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Storm water administration is an integral part of site planning. Storm water administration aims at addressing the effects caused due to storm water runoff. In urban areas, storm water runoff is a common feature that may additionally have destructive consequences if not right addressed. Site planning is not only important in identifying the quantity and quality of storm water but additionally how best to utilize creative strategies to improving it. Site planning enables site managers to decide how effectively they will utilize the topology of the land to minimize storm water runoff. Storm water runoff is a principal contributor to pollution. This is mostly the case in urban areas where runoff is inclined to contaminants as petroleum products, metal, road salt, sediments and bacteria among others. If the runoff is untreated, it may threaten aquatic and animal life.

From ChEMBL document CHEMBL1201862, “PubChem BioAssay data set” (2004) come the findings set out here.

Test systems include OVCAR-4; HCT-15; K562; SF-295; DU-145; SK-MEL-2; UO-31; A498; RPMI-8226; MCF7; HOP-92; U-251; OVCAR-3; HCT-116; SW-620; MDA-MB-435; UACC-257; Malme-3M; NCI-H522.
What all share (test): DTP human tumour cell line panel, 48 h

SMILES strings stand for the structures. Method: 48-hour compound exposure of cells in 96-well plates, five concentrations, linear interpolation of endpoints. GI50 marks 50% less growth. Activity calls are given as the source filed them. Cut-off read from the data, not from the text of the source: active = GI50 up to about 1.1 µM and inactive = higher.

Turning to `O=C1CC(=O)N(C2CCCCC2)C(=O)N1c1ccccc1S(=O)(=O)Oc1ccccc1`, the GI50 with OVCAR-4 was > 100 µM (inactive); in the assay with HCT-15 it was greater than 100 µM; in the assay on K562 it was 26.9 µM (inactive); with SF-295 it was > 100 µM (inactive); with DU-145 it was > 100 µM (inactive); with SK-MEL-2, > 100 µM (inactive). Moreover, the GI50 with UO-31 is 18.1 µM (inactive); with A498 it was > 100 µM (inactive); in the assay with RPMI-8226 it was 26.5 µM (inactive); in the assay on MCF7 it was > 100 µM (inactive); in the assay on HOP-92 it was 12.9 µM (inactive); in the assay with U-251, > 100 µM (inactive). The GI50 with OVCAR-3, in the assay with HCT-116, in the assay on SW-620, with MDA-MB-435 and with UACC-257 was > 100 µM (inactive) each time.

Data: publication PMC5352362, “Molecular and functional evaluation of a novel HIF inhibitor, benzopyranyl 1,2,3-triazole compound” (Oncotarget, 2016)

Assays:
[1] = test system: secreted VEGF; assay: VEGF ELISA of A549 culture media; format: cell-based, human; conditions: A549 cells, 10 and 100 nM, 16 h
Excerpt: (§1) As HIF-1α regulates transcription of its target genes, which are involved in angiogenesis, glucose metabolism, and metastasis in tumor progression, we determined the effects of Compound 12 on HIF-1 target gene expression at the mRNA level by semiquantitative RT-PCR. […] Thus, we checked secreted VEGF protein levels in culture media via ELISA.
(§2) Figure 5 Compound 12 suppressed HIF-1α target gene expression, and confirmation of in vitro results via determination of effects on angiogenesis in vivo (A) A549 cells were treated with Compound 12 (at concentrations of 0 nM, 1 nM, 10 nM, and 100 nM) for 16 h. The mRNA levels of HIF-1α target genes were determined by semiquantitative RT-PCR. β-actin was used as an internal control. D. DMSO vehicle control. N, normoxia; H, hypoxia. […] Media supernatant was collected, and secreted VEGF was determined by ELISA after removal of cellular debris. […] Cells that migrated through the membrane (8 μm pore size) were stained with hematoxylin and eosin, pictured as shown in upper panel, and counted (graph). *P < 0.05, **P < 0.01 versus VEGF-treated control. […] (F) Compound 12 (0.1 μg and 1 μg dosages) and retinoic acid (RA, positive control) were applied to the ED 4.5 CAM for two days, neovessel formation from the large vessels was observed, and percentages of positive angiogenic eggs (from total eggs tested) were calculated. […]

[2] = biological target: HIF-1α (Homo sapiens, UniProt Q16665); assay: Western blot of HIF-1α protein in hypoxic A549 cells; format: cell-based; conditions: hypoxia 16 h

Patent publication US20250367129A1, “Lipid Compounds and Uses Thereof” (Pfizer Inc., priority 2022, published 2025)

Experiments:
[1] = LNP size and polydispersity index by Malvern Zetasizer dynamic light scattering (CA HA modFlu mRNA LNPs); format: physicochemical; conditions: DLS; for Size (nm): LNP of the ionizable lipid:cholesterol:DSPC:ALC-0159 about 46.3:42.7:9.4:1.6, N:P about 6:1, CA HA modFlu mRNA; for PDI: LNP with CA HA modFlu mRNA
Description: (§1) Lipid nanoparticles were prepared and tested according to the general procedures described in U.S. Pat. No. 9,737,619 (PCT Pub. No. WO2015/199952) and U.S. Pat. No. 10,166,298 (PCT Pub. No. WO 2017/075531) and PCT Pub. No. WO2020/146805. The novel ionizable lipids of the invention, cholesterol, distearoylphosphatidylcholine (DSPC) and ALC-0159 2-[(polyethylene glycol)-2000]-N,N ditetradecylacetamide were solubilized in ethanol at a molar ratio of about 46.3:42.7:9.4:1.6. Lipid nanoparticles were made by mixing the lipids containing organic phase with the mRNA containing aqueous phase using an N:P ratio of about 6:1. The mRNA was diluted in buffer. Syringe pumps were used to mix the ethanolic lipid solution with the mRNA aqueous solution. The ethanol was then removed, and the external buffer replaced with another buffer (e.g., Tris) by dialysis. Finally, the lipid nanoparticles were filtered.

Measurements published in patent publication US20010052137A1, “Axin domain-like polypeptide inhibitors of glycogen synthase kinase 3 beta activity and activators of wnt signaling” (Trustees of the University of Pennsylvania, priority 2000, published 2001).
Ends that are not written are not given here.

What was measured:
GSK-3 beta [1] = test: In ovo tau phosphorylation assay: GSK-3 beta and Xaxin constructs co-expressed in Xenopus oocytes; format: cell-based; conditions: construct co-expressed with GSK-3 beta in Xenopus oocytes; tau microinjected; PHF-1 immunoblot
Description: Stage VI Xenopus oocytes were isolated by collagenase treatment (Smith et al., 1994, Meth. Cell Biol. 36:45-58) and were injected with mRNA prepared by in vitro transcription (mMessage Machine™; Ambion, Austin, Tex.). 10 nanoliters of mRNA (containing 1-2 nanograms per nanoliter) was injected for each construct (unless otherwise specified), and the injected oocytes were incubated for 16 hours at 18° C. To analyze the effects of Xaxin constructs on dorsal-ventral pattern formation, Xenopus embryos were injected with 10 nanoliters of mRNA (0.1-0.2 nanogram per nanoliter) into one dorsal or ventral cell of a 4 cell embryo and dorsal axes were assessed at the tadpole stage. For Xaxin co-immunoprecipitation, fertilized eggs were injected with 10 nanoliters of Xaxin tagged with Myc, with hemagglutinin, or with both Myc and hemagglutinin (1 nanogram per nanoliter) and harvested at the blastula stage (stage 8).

As much as storm water management is important, it also has its negative side. Among its disadvantages is time wastage. Due to its complex nature that involves numerous variables, the site planning process wastes time that would have been otherwise used in the implementation process. The procedures involved in site planning may also prove to be tedious for example submitting site plans to concerned parties for approval. In addition, it may be expensive maintain storm management features (Hoffman, 2016). The recommendations to improving storm water management in site planning are, to try as much as possible to mimic the natural environment since the overall aim is to conserve as much water as possible by facilitating the hydrologic cycle. Storm water treatment is also another important recommendation. Finally, understanding laws and policies regarding storm water management are beneficial in the process of site planning.